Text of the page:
Jeff Joseph: With the USMCA, free trade finally goes digital
By Jeff Joseph
June 1, 2019
The new pact contains a host of critical provisions that protect and stimulate digital commerce.
By establishing modern digital trade rules, USMCA will help American tech businesses drive economic growth and create jobs in the United States and our neighboring nations.
"Digital trade" encompasses a wide variety of activity. Any time a business in one country uses the internet to deliver their services abroad, that's digital trade. When firms sell software or cloud-computing services overseas, that's also digital trade. Collecting, storing, and analyzing cross-border data also qualifies.
America is home to the world's most innovative tech companies. The United States International Trade Commission calculated that in 2011 — the most recent figures available — digital trade had increased U.S. employment by up to 2.4 million positions.
The Commerce Department also estimated that services exports, potentially enabled by information and communication technology to Canada and Mexico, in 2017 totaled $31 billion and $9.2 billion, respectively.
These numbers are impressive, yet likely conservative, understating the real economic value of digital trade. After all, many digital services, including smartphone apps, maps and directions, email, and social media platforms, are free for users. These services create economic value that isn't fully captured by the Commerce Department's report.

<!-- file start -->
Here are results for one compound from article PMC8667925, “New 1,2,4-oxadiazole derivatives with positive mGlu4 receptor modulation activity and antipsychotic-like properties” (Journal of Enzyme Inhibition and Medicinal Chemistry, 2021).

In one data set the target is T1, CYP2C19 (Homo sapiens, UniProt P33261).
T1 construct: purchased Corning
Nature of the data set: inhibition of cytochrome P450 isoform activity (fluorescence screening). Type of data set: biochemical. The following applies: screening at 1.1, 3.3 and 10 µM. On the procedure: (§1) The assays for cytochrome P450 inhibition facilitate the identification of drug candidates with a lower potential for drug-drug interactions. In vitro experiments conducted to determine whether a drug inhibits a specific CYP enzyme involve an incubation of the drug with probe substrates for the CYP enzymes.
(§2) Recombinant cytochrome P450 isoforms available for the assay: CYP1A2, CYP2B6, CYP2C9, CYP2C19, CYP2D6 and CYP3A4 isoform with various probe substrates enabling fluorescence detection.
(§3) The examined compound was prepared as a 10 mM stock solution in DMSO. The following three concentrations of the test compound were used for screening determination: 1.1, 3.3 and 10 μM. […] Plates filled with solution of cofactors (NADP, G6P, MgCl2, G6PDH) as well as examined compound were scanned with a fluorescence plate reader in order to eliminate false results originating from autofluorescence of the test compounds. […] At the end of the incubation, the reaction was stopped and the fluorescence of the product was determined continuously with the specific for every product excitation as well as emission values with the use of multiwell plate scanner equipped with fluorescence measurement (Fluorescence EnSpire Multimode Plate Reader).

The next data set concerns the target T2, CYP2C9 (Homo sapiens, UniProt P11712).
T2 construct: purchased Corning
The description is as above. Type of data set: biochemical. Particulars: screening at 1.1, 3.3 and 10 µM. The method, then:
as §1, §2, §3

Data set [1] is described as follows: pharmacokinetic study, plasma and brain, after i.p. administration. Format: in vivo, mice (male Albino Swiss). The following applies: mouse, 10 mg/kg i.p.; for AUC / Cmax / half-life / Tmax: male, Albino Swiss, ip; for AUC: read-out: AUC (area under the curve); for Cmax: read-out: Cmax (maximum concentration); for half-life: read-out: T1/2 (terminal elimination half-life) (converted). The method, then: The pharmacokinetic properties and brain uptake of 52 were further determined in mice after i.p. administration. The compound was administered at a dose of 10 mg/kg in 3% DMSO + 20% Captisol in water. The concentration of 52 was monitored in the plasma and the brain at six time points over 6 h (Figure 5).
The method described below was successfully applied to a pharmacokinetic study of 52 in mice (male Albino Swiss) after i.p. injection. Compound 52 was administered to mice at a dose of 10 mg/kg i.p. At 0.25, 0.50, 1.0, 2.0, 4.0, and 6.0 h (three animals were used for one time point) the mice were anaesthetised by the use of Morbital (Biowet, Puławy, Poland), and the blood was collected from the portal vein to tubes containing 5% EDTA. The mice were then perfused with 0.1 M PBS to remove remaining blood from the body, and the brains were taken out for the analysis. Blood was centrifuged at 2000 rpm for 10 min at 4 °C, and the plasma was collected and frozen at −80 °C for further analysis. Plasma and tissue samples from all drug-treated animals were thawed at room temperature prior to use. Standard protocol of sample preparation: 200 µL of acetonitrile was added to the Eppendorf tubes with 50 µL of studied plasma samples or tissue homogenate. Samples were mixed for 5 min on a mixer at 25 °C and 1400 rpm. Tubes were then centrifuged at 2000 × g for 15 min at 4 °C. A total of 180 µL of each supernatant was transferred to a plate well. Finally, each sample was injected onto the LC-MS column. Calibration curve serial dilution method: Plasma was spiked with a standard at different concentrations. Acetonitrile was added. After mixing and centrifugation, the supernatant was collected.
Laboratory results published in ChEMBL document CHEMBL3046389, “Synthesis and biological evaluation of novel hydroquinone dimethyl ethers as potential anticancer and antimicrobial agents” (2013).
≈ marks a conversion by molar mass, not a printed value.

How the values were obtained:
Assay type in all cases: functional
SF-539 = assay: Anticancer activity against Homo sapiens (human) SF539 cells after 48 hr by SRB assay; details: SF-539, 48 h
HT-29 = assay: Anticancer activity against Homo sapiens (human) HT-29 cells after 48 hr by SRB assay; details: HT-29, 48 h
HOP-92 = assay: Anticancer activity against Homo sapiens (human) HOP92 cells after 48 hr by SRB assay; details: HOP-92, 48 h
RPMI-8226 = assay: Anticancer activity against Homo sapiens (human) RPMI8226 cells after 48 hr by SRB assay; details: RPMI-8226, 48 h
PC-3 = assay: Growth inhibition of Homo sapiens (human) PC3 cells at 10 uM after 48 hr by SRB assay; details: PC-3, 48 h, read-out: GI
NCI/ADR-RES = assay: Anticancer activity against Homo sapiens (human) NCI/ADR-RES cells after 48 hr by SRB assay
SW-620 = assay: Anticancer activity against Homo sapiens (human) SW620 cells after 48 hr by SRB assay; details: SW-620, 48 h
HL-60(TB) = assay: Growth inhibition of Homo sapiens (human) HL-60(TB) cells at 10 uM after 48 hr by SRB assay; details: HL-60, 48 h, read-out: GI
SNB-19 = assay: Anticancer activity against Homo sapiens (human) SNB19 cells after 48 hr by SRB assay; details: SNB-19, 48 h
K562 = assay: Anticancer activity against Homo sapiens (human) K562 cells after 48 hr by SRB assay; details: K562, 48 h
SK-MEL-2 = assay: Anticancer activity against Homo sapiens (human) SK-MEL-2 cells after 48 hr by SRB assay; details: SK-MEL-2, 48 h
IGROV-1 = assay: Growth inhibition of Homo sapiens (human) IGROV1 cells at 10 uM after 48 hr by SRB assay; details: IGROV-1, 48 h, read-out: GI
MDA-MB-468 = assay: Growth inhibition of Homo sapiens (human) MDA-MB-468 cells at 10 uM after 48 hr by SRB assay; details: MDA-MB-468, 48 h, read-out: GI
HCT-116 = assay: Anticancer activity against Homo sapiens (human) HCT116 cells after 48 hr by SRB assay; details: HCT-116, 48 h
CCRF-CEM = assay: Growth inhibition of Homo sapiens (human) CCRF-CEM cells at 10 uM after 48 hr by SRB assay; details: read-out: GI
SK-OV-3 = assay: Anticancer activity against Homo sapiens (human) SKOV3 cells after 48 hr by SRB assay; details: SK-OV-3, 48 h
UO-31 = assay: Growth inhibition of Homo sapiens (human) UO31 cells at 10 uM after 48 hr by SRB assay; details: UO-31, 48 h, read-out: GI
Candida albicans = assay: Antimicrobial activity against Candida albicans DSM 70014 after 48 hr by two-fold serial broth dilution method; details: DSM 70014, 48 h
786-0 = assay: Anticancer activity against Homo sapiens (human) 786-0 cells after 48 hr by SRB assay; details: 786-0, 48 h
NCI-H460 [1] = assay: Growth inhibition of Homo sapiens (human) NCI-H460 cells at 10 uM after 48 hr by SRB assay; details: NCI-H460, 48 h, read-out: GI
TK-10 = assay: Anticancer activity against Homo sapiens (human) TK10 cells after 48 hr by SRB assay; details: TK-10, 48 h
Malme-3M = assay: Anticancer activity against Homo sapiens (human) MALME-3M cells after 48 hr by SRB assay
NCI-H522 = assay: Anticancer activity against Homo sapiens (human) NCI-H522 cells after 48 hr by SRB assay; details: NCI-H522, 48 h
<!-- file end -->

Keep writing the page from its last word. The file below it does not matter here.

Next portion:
USMCA's digital provisions would further expand this trade and its myriad benefits.
In addition to providing for a precedent-setting obligation on cross-border data flows, the proposed deal is helpful in at least three more ways.
First, the proposed deal includes financial data, effectively expanding opportunities for America’s banking, insurance, and, likely, nontraditional industries that may want to offer innovative “fintech services.”
Second, the agreement encourages the use of electronic signatures, a sector in which U.S. firms are the overwhelming leaders.
Third, the USMCA encourages open government data, another worthy public objective that my trade association supports domestically as well as internationally. In this context, it is entirely possible and appropriate to support open government data while at the same time respecting private sector-developed, proprietary data.
USMCA protects technology companies' proprietary data. Specifically, the agreement prevents countries from requiring companies to reveal their software source codes and algorithms. These protections would make it harder for governments to steal companies' intellectual property and give it to their own domestic firms. By safeguarding intellectual property, USMCA rewards and encourages innovation.
Importantly, USMCA calls on each of the three signatory nations to adopt frameworks for protecting consumer privacy. The agreement reaffirms each nation's commitment to the rigorous cross-border privacy rules established by the Asia-Pacific Economic Cooperation. This allows each nation to safeguard individual privacy without clamping down on cross-border data flows, a win for businesses and consumers alike.
Digital trade is crucial for American prosperity. USMCA protects that trade by safeguarding the free flow of data between nations.
Jeff Joseph is the president and CEO of the Software & Information Industry Association (SIIA).